An emerald-green lawn is a beautiful lawn. At least many Americans think so. Yet this kind of lawn, relying on heavy pesticide use to kill weeds, may have poison beneath its shiny surface. Pesticide exposure may increase the chances of cancer, cardiac disease, reproductive system problems, afflictions of the nervous system such as Parkinson’s disease and Alzheimers, and other health problems. Pesticides also get into our environment, harming pollinators such as bees and butterflies, and into our waterways, affecting fish and other aquatic life.
Aware of these dangers, Montgomery County, Maryland has just approved a ban on pesticide use for cosmetic purposes, passing a bill introduced by County Councilmember George Leventhal by a 6-3 vote on October 6th. “I’ve heard from hundreds of constituents expressing anxiety and concern over exposure,” Leventhal says, pointing to stories about “children running across grass, coming home with angry marks on their feet” and “dogs developing little tumors.”
The ban will apply to public areas and to private properties beginning in 2018, the first major locality in the United States to do so. However, pesticides will still be legal for gardens and such uses as stopping noxious weeds such as poison ivy. The ban, however, does not apply to agriculture or to sports fields, although it does require a plan to maintain fields without pesticides by 2020.
The ban is unique for larger jurisdictions in the United States. Ontario, Canada, however, enacted a similar ban in 2009, while much of Canada has restrictions on pesticides. San Francisco, California has also restricted the use of pesticides on government property since 1996.
All of these restrictions are based on the precautionary principle, that the likelihood of danger, even if unproved, should be enough to spur action. The links between pesticide and health problems are uncertain. Such connections are notoriously difficult to establish given the number of environmental factors and the length between cause and effect. Still, many studies establish a likelihood that pesticides contribute to an array of health problems.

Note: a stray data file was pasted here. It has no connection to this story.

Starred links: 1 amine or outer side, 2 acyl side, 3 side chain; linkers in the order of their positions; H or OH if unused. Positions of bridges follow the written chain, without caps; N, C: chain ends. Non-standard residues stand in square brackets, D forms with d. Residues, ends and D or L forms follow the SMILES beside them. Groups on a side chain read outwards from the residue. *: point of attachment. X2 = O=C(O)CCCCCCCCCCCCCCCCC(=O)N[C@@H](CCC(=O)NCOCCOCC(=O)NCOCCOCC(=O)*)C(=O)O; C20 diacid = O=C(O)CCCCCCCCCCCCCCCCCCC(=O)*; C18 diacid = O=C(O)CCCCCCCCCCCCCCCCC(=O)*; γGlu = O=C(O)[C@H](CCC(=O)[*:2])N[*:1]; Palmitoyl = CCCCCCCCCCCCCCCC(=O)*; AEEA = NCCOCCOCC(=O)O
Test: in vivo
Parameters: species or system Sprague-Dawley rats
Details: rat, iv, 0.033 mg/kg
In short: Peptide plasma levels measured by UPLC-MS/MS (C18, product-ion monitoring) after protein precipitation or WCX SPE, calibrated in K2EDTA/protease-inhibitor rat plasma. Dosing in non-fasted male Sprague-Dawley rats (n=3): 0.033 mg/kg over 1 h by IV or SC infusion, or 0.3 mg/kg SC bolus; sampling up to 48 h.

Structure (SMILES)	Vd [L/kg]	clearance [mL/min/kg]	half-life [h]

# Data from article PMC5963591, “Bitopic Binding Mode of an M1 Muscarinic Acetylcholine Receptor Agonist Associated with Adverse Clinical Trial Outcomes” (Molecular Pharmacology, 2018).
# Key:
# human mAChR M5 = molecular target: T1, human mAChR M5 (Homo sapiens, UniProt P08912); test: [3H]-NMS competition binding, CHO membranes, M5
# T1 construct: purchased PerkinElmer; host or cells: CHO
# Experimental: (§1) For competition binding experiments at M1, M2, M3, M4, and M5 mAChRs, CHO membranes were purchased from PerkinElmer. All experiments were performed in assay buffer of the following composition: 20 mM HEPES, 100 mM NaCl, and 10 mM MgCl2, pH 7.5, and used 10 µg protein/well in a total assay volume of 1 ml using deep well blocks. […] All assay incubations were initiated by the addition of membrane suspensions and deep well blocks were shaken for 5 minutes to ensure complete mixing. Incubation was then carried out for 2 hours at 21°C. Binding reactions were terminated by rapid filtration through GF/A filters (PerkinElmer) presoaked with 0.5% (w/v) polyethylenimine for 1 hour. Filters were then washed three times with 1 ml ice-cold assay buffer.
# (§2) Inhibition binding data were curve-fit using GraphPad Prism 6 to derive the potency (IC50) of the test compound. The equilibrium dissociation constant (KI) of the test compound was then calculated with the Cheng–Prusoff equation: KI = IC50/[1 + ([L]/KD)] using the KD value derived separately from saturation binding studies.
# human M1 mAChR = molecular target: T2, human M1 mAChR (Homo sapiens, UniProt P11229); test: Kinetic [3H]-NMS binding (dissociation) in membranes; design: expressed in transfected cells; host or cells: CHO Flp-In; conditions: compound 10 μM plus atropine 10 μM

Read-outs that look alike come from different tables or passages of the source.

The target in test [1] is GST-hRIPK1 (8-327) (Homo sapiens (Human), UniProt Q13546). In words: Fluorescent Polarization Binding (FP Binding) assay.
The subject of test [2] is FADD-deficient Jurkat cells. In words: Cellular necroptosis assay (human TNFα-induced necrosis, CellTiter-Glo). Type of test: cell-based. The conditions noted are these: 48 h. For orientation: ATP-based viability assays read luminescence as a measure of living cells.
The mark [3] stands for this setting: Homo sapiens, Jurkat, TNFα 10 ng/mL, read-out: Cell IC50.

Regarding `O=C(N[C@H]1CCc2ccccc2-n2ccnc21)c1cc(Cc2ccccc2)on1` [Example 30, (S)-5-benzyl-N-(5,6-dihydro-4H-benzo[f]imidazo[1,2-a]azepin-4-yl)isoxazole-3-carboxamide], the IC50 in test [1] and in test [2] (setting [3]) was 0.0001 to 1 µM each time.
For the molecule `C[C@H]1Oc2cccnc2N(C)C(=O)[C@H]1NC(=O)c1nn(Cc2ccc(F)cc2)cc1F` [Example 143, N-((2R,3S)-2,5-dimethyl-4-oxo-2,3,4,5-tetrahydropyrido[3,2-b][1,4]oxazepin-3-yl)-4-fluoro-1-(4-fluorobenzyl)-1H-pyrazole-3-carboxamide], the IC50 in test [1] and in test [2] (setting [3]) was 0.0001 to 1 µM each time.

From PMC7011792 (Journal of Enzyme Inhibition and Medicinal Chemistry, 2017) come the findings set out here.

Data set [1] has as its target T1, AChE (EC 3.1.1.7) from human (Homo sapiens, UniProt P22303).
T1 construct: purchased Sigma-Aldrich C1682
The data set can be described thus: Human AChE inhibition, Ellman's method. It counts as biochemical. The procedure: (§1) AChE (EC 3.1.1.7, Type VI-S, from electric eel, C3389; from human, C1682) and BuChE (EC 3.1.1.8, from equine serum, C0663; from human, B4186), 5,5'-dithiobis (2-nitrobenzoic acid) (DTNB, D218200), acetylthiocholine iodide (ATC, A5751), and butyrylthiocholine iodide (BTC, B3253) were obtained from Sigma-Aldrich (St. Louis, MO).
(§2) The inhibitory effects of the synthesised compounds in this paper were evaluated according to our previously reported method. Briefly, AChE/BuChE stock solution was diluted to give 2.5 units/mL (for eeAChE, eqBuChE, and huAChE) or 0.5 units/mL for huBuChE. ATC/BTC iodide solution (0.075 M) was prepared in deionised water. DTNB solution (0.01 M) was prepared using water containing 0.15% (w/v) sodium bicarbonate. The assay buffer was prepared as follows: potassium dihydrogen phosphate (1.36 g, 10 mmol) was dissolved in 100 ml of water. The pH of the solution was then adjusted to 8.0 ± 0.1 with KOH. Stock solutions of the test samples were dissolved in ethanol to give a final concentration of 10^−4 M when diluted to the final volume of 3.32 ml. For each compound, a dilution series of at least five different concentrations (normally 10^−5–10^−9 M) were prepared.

“You have to understand, there’s not conclusive evidence, in medicine there’s very rarely conclusive evidence, it’s always developing” explains Leventhal. However, “many, many journal articles” show a link between pesticide exposure and “cancer, brain development, responding to disease.” For instance, the International Agency for Research on Cancer recently called glyphosate, the key ingredient in Round-Up and numerous other pesticides, “probably carcinogenic to humans.”
Without pesticides, how do homeowners grow healthy lawns? The alternative approach is called integrated pest management, which begins with observation and weeding by hand. Cutting grass only to a height of three inches and using a mulching mower also makes for stronger turf, more resistant to weeds. The next line of defense is biological controls from microorganisms or insects that target pests. And planting local vegetation is another way to maintain a healthy yard with fewer pesticides.
Montgomery County has been a trend-setter in a number of public health areas, leading the way in banning trans-fats, polystyrene, and coal tar. Its pesticide bill may cause others to follow. “This legislation has been getting a great deal of attention,” exclaims Leventhal, given that Montgomery County’s location means extensive coverage in the Washington Post.